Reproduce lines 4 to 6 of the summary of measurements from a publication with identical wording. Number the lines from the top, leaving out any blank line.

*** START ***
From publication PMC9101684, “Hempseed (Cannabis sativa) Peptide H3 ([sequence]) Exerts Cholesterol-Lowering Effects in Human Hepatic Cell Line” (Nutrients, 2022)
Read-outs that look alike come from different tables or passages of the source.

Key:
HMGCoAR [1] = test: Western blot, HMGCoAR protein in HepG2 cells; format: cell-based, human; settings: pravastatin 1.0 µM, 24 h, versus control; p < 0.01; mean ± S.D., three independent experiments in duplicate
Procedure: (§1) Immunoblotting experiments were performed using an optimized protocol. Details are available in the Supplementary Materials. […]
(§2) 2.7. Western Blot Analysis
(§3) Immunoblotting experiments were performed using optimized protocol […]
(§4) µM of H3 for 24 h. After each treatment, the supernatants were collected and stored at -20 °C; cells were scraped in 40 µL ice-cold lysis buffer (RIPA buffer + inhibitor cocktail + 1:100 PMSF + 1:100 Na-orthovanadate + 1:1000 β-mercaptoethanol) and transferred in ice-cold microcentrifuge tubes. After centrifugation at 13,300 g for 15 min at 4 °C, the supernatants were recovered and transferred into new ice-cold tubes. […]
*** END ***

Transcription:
HMGCoAR [1] = test: Western blot, HMGCoAR protein in HepG2 cells; format: cell-based, human; settings: pravastatin 1.0 µM, 24 h, versus control; p < 0.01; mean ± S.D., three independent experiments in duplicate
Procedure: (§1) Immunoblotting experiments were performed using an optimized protocol. Details are available in the Supplementary Materials. […]
(§2) 2.7. Western Blot Analysis